I would like to know your opinion on the heavy 80% discounts that are becoming so popular on MyFonts nowadays.
Did you ever do it? How did it affect the sales *after* the end of such a huge early promotion? Was it worth it? Would you do it again?
I don’t expect this trend to last long. Offering huge discounts leads customers to expect heavy discounts, and some simply stop buying anything at full price. Type design takes too much work to support without recurrent income. I also think that this trend has a lot to do with current type styles. It’s easy to poop out one more riff on Alternate Gothic or a bad geometric sans. But it’s hard to poop out something original and well-drawn.
The biggest discount that I have ever offered was 50% off. I sold as much after the sale at full price as I did with the sale.
I didn’t really expect my typeface to break in to the top 5 Hot New Fonts because it was somewhat specialized (and I didn’t offer it with a smaller character set), not to mention serif text faces don’t seem to sell as well. I could have discounted it to 80-90% and watched it soar to number 2 or 3 but I’d rather sell a few licenses to people that really liked the design and appreciated it than feed my ego.
So I don't think this strategy is necessarily a business model that favours companies with a large catalogue over boutique type designers, as Jackson suggests. I do think it might be an unsustainable model in the long term, though, because the more people who choose to launch their fonts in this way the lower the impact of such discounts in terms of marketing that leads to ongoing sales at the full price.
David, In the case of MyFonts, the price is set by the designer/foundry. I believe MyFonts has rules about sale pricing, in terms of how often and for low long sales may be in effect -- preventing what I think of as Persian carpet pricing after a shop in Vancouver that had 'Going Out of Business Sale' signs in its windows for twenty years --, but otherwise doesn't dictate these things. So I believe a standard MyFonts designer agreement would split the discounted price 50/50, just as it would the full retail price.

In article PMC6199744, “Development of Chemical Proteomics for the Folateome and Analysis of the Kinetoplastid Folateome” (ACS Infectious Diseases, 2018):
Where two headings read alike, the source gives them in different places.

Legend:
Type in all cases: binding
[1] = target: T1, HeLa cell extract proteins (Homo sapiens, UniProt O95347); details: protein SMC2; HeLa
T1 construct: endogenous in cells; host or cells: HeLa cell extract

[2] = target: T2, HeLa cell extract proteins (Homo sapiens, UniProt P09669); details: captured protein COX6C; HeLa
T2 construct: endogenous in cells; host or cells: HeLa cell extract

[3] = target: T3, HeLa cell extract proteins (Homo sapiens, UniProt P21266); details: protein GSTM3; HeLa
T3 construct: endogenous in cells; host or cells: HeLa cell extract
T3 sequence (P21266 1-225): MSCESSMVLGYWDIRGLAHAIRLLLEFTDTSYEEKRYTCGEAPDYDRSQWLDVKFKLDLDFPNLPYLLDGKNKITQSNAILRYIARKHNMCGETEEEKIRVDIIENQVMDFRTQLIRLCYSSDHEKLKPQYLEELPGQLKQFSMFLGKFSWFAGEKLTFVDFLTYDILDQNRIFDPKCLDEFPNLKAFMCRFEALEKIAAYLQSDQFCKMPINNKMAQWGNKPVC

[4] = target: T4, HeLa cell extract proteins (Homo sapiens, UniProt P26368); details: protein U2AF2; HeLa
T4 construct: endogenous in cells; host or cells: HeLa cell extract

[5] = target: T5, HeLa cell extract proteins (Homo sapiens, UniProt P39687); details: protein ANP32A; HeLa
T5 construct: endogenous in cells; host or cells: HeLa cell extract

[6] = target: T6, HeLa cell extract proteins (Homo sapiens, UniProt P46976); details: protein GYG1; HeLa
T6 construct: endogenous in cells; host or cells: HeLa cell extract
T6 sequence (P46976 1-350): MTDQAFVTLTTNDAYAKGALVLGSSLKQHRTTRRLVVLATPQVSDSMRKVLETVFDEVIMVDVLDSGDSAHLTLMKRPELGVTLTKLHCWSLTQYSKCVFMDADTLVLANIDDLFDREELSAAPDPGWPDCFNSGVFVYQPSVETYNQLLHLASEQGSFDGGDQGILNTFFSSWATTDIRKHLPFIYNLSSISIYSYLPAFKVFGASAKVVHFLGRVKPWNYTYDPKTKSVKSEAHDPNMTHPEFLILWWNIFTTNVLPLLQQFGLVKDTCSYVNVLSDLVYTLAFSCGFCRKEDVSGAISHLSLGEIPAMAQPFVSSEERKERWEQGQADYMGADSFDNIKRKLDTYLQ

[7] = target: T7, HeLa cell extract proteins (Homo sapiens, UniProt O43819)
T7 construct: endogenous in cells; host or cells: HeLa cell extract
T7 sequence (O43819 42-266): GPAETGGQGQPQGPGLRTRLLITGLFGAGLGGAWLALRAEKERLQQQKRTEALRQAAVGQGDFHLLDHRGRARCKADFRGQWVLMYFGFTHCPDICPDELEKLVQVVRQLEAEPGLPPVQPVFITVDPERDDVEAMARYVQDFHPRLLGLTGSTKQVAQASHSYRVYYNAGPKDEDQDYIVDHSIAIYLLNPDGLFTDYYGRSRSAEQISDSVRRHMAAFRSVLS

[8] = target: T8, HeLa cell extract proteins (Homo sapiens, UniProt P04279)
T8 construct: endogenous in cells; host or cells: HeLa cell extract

Though I’m assuming the font has something special to offer. If it doesn’t, then price IS the only possible differentiation, and the other choice becomes equally obvious. Q.E.D.
More broadly, I hate to think that the type specimen is a dying art. Aside from MyFonts, even some foundries that sell a lot of product have gotten increasingly perfunctory with their specimens. I've always liked that the Reading type-design program insists that its students make a quality type specimen. It can't be the worst thing in the world for type designers to know how to use their own product well.
While many of the fonts on the Hot New Fonts page certainly deserve to be there, I think the majority are just gaming the system and pushing full price fonts off the bottom of the chart. When I sell a few fonts at $30 a shot, I still can't manage to graze the bottom of the chart. Lucky for me, I don't give a flying fuck, but I don't know if a chart that can be gamed so easily has any value other than raking in cash.
There are so many beautiful fonts on the chart being sold for full price, it makes me wonder how many other beautiful fonts are hiding beneath the surface.
Jan, thanks for sharing those numbers; it's really helpful.
I've had a good response from at: www.theharrietseries.com
HVD, who did try that 80% thing with Pluto, made a fancy website for their latest release: http://www.hvdfonts.com/brandontext/
Also worth mentioning the Neue Haas Grotesk site, which is awesome: http://www.fontbureau.com/nhg/
I think most who want to "play" a file not of the web standard, go through two clicks to do so. Don't they? Word files, pdfs, anything compressed, and a great deal of video playing, would not happen from a single click.
Meanwhile, on topic, I think the dual rise of the conglomerate and the type designer who doesn't give a flying fuck, (Free, 90% off, $1.00, ten for a nickel, whatever!?), help trend the type designer's place back down to where it was in the late 70's.